The race is on among Democratic presidential hopefuls to outdo each other in producing clickbaity soundbites — especially of the “woke” variety — that will help position them with primary voters as the Democratic answer to Donald Trump’s demagogic style while actually saying nothing that makes any sense. We can expect a lot more of this “Trump Envy” as 2020 approaches. Today’s example comes from New York senator Kirsten Gillibrand:
Sen. Kirsten Gillibrand (D., N.Y.) argued during a Tuesday panel at the Center for American Progress Ideas Festival that having females in leadership roles would solve problems, saying, “If it wasn’t Lehman Brothers but Lehman Sisters, we might not have had the financial collapse.”
The statement by Gillibrand was actually stolen from the International Monetary Fund’s Christine Lagarde, who made the same “Lehman Sisters” comment in 2010 and said it was “of course” just a joke. Lagarde repeated the line in a 2012 interview with Niall Ferguson, again making clear it was a joke.
Gillibrand didn’t appear to be joking during her panel on “Women’s Power,” where she was joined on stage by former Planned Parenthood head Cecile Richards and Democratic political veteran Jennifer Palmieri.
“The empowerment of women is so important throughout the economy,” Gillibrand said. “We don’t value women in society, and that’s just a fact.”
Note that this is not an argument for diverse perspectives at the table, or an argument for the merits of individual women, but an effort to sell the notion that women, just by being women, can run things better.
Leave aside for now that the Jewish immigrants who founded Lehman Brothers in the 1850s are long dead, or that the company had a female CFO in 2007-08, or that the financial crisis was about a web of government decisions and market actors (including the housing policies of Gillibrand’s then-boss, Andrew Cuomo, as secretary of Housing and Urban Development at the end of the Clinton years). Leave aside that empirical research doesn’t support the idea that women in positions of power in the banking industry take fewer financial risks.
If Kirsten Gillibrand actually believes that it is really important to put women in positions of power, how does she show this? Let’s look at the area where she has the most personal influence over the gender of people in authority: how she has handled nominations of women to positions of power in the Executive Branch:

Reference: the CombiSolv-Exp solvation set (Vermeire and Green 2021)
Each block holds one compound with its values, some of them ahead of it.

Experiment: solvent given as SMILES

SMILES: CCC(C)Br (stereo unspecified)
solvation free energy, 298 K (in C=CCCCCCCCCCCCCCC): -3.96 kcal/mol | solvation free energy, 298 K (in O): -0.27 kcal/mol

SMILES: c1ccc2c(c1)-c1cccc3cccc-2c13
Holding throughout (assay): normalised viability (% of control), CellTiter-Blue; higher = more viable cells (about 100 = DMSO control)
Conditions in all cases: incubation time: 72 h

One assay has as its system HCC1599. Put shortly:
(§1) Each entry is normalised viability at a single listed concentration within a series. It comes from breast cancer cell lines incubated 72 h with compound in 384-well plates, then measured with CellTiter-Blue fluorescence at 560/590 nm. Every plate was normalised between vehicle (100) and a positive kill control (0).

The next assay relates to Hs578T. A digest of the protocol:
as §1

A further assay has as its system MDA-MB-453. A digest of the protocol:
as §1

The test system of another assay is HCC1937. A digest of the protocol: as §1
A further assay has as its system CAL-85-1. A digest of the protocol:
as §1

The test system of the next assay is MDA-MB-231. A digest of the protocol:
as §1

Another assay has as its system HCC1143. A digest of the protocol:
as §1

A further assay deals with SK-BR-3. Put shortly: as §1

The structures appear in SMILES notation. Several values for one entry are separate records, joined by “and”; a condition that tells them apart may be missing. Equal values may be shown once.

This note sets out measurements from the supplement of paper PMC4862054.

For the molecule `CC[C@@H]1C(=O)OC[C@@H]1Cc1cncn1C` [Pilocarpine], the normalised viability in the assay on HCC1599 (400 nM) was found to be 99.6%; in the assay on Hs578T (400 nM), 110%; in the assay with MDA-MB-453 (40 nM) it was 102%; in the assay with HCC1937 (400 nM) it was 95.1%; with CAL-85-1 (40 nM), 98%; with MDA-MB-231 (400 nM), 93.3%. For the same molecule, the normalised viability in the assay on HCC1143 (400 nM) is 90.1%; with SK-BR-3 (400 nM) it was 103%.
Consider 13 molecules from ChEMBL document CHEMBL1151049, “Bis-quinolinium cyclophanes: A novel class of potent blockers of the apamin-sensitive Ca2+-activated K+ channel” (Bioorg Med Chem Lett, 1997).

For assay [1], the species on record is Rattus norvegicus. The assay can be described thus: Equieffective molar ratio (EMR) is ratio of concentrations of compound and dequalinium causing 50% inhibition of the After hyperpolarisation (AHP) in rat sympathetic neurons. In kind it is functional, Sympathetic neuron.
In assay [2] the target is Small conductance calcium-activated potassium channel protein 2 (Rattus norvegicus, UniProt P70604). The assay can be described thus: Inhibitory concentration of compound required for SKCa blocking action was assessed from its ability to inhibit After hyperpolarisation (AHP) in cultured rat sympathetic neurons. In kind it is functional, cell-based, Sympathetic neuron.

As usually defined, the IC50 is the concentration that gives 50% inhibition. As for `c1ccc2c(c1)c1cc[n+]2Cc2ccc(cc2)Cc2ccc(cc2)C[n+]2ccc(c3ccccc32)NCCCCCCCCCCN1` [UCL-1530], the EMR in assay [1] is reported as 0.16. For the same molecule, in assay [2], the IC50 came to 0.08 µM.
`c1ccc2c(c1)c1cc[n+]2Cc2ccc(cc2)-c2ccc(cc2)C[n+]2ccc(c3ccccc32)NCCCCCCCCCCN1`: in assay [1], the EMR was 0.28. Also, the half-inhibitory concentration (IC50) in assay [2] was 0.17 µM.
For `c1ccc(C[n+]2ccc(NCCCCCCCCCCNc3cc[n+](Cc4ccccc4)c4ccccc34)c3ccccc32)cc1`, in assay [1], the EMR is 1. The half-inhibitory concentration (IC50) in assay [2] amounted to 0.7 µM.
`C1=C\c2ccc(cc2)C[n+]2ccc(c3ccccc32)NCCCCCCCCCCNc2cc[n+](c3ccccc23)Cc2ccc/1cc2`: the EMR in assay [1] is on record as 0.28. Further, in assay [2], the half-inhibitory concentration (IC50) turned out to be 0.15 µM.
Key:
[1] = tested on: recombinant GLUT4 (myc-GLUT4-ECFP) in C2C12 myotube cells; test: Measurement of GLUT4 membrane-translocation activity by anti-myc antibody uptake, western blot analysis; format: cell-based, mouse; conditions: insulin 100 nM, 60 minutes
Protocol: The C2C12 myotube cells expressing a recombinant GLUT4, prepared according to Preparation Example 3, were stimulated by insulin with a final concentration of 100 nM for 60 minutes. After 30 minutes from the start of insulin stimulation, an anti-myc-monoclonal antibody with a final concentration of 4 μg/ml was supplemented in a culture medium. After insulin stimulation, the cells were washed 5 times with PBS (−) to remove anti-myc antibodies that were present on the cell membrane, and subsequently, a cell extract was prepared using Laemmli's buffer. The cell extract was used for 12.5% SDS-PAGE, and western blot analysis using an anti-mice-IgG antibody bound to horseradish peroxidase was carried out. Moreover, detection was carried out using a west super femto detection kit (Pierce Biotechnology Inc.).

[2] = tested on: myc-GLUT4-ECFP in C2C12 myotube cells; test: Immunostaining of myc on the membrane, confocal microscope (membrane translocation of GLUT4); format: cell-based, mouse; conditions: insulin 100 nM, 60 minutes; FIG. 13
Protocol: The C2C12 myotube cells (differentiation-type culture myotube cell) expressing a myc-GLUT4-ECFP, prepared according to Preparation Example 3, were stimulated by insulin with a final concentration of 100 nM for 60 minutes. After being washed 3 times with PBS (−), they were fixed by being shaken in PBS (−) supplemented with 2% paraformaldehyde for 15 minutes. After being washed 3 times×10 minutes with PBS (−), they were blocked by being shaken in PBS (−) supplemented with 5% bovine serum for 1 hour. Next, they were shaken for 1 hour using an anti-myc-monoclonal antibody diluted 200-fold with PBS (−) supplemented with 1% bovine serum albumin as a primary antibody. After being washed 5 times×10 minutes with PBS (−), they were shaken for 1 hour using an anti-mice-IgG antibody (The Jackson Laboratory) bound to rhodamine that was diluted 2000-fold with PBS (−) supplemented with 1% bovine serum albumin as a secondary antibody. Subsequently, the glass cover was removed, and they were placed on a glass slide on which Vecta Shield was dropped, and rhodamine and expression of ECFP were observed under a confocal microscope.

-Voted against Kirstjen Nielsen as secretary of Homeland Security
-Voted against Elaine Chao as secretary of Transportation
-Voted against Betsy DeVos as secretary of Education
-Voted against Heather Wilson as secretary of the Air Force
-Voted against Linda McMahon to run the Small Business Administration
-Voted against Seema Verma to run the Centers for Medicare and Medicaid Services
-Voted against Kristine Svinicki to run the Nuclear Regulatory Commission
-Voted against Neomi Rao to run the Office of Information and Regulatory Affairs
-Voted against Pam Patenaude as deputy secretary of Housing and Urban Development
-Voted against Courtney Simmons Elwood as CIA general counsel
-Voted against Sigal Mandelker as under secretary of the Treasury for Terrorism and Financial Intelligence
-Voted against Jennifer Gillian Newstead as legal adviser of the Department of State
-Currently opposes Gina Haspel as CIA director
The only major female executive-branch nominee that Gillibrand voted for was Nikki Haley as U.N. ambassador. And while some of these nominations were controversial, many of the others were not — Mandelker, for example, was confirmed 96-4, Newstead 88-11, Svinicki 88-9.
How about judges? Gillibrand has had the chance to vote on five federal appeals-court nominees:
-Voted against Amy Coney Barrett for the Seventh Circuit
-Voted against Joan Larsen for the Sixth Circuit
-Voted against Allison Eid for the Tenth Circuit
-Voted against Elizabeth Branch for the Eleventh Circuit
-Voted for Amy St. Eve (who was confirmed 91-0) for the Seventh Circuit
Now, nobody expects senators to act as a rubber-stamp for every nominee, regardless of the individual arguments about those nominees. And Gillibrand surely has the authority, which she chooses to exercise, to vote en masse against nearly every nominee regardless of their individual merits, to signal her total opposition to the Trump administration. But either way, she’s not acting on her supposed preference for getting more women in positions of power — at best, she’s completely indifferent to the gender of Trump nominees, opposing them no matter what (a recent Politico analysis found that she has voted yes on only 14 nominations across the executive and judicial branches, out of 112 nominations — 12.5 percent — and as you can see from the above, her rate of yes votes on female nominees to major posts is even lower than that). If she really believed what she said, she’d actually apply it to her own votes.